|What you need to know about night-shot camcorders|
This is hands down the most important piece of equipment. Not only can it capture video in total darkness, it is wonderful at capturing audio EVP's. If you plan on purchasing one, here is what you will need to know.
Not all night-shot camcorders are good for ghost hunting. All of them might say 0 LUX sensitivity, which only reveals the presence of night-shot -- look in the specifications sheet for the minimum LUX with the night-shot off. This will reveal how good the optics and CCD chip are. My old analog Sony TRV-98 has a .4 LUX rating, which is never seen on newer digital camcorders. Many are rated at 7 LUX which is horrible for ghost hunting; these are best for sunny day family events and are ill suited for paranormal work. Your better digital models will have 3 LUX or lower (remember the lower the number the better).
Another spec to look for is CCD size -- the larger the chip the better; 1 inch CCD captures far more light than a 1/4" CCD, all things be equal. The problem is they are never equal, because of the speed of the lenses, F Stop figures, and lens diameters.
The next spec to look for is lens diameter. This figure is normally listed under lens filter diameter. The larger the diameter the better -- a 70mm lens will gather more light than a 50mm lens, which is better than a 38mm lens etc. The more light the camera has to start with the better.
F Stop ratings of the lens lets you know how much light is lost because of the camera's equivalent of the pupil in your eye which never lets 100% of the light through. The lower the figure the better. Take an F2.8 speed lens, an F2 would allow twice the amount of light to reach the chip if the lens diameters are the same. An F1.8 would allow 2.5 times more light to reach the chip and an F1.4 would allow 3 times the amount of light to pass through to the chip, if the lens diameters are equal. Anything higher than F2.8 is too slow a lens for ghost hunting -- remember camcorder makers get away with unsuitable equipment because most users won't read the specs before buying, and shoot under good lighting conditions. Even shooting your kids blowing out the birthday candles in semi-darkness will look grainy on many expensive camcorders because of corner cutting to keep the cost down.
Night-Shot vs Super Night-Shot. What you need to know is that Super Night-Shot is brighter than Night-Shot, but...it does this by slowing the frame rate down, which means anything caught moving will appear choppy, while Night- Shot will look smoother in motion. All night-shot camcorders need external infra-red emitters because their built in emitters are limited to about 10 feet or less. With a good high power extender, shooting in a cemetery objects 100 feet away is no problem. The more LED emitters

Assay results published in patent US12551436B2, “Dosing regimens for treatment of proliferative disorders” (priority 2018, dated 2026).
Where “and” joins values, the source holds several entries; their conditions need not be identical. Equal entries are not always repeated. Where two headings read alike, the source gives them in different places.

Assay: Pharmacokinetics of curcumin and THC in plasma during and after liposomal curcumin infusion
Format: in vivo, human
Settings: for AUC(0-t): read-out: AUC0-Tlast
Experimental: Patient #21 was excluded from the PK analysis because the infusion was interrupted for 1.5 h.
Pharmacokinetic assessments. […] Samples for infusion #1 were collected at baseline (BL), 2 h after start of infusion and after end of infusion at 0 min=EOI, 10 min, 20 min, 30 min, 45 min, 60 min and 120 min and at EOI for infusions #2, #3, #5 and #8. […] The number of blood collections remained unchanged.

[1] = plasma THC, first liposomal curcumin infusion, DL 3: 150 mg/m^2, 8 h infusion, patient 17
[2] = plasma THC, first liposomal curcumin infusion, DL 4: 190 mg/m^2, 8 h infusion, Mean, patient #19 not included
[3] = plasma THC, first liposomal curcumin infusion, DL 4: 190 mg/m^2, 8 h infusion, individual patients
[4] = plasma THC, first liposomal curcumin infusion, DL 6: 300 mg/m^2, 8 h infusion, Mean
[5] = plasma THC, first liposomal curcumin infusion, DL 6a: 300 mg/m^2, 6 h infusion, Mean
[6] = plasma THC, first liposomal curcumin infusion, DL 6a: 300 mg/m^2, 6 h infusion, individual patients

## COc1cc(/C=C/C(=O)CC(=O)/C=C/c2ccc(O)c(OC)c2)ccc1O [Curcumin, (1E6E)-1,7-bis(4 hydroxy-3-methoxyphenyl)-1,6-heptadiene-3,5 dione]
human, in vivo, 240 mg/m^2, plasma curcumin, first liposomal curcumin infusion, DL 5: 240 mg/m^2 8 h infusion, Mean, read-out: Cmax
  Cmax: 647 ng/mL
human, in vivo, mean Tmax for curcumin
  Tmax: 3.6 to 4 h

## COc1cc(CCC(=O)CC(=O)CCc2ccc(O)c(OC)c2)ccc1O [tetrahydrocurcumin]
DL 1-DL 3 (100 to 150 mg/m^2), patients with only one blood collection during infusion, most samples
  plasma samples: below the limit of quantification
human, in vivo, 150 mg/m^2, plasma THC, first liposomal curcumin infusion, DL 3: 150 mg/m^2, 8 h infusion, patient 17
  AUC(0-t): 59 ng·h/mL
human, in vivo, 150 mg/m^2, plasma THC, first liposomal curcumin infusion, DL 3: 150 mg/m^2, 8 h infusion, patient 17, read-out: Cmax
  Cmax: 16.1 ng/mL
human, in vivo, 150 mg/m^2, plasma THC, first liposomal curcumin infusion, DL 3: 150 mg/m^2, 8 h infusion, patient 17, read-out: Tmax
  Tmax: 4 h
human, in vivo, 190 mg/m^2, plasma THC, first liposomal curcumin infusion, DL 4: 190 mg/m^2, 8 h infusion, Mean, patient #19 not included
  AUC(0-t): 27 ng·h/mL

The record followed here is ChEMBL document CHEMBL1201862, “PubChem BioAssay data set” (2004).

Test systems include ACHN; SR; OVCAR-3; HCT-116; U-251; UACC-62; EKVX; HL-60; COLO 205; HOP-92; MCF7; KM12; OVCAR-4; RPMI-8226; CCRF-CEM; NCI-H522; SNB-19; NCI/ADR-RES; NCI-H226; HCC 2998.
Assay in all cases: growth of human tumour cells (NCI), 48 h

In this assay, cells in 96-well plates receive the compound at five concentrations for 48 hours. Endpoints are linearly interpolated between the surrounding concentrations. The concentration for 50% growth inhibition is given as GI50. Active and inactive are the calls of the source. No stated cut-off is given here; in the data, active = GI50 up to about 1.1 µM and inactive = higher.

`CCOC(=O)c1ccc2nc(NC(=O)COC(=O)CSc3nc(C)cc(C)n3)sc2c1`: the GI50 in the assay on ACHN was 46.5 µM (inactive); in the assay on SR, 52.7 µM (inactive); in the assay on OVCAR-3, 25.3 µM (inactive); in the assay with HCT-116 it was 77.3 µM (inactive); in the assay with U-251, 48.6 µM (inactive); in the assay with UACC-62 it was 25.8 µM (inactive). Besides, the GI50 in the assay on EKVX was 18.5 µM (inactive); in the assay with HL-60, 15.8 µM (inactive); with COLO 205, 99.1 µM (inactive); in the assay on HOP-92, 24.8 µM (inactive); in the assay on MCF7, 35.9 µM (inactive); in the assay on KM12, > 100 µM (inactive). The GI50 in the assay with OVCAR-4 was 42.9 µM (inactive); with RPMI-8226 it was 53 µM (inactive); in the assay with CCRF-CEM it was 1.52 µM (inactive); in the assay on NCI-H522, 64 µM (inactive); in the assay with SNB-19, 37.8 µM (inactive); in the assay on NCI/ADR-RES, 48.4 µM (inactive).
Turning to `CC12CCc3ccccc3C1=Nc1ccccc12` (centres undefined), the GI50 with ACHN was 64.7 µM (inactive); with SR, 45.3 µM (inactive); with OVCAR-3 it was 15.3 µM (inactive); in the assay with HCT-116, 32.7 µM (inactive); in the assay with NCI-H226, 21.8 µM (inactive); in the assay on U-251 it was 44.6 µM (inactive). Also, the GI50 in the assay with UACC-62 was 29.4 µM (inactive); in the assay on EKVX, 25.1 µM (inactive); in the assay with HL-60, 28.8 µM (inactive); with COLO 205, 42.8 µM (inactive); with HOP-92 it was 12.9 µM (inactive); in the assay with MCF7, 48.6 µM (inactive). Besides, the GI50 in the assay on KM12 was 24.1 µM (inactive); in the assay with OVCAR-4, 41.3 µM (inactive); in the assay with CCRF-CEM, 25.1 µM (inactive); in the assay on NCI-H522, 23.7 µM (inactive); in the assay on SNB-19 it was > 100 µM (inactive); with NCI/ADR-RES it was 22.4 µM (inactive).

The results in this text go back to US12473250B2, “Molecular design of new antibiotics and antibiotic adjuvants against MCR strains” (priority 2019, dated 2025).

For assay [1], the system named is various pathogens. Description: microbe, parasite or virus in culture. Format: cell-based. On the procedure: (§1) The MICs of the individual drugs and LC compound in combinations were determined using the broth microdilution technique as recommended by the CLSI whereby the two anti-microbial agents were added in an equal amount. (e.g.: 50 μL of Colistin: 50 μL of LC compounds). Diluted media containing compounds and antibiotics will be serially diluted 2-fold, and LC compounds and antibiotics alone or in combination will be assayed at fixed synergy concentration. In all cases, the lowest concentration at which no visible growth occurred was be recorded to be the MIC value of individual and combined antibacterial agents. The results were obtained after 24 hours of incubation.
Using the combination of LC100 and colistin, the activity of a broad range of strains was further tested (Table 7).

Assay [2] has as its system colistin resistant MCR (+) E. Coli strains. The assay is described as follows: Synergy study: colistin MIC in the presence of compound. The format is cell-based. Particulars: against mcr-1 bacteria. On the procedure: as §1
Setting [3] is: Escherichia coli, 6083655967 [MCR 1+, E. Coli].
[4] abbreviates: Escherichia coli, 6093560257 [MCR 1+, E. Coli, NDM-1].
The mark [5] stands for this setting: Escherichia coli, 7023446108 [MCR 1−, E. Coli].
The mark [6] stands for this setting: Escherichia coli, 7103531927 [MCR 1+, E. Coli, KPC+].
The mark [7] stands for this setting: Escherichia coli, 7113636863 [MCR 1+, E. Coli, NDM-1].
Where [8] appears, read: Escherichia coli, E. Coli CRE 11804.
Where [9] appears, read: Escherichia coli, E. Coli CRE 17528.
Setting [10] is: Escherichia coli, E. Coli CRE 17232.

the extender has, the greater the range of the extender.
Another feature is floating lenses -- some Sony models have this feature, where the image stays steady even while walking around, and if you plan on using the camera mobile and not tripod mounted this is very useful.
DSLR camera as a camcorder. There is good news and bad news. First the good, DSLR cameras that shoot video are now very common. They are superior to all camcorders in several respects. First, the chip size in all consumer camcorders are tiny in comparison to a good DSLR camera. A Sony 4K camcorder that costs thousands will offer a 1" chip, which by camcorder standards is huge, but tiny by DSLR standards. See chart. http://www.gizmag.com/camera-sensor-size-guide/26684/pictures#1 While working in zero lighting the larger chips superior light gathering abilities are decisive. Then the second edge, you can pick your own lens. This is important because camcorder lenses are not intended for ghost hunting. They're equipped with F2.8 to F4 fixed lenses, there are a few exceptions to this rule, but these slow lenses reduce the amount of light their smaller chips receive even further. You can buy a F1.4 28mm wide angle lens from Cannon, Nikon, Sony that will walk all over any camcorder lens for ghost hunting purposes, but as some camera people will inform you, these lenses aren't cheap, but for ghost hunting they are perfect. Now the bad news, No stock DSLR has a Night-Shot mode. You have to either send it off to be modified by removing the IR-filter, or buy special pre-modified DSLR cameras from places like http://www.ghoststop.com/ You will also need an external IR-light emitter and any necessary attachments. Also remember a camera modified like this can't take normal pictures or video ever again, it will only work for ghost hunting because removal of these filters will skew the colors. The next drawback is painful, image stabilization and auto focus for video on DSLR cameras is a joke. You need to set up your camera on a tripod, manually focus it in and leave it to avoid the cameras achilles heel, you can't go mobile with a DSLR without getting the unpleasant Blair Witch Project Look of bouncy images, or slow and out of focus images as the camera hunts to focus in. Camcorders excel at going mobile, their auto focus systems are hands down superior, if you have ever worked with a Sony model camcorder with a floating lens assembly, DSLR cameras are back in the stone age by comparison. The bottom line is if you want the ultimate in night-shot image quality use a IR modified tripod mounted DSLR, and if you want to go mobile use a night-shot equipped camcorder.
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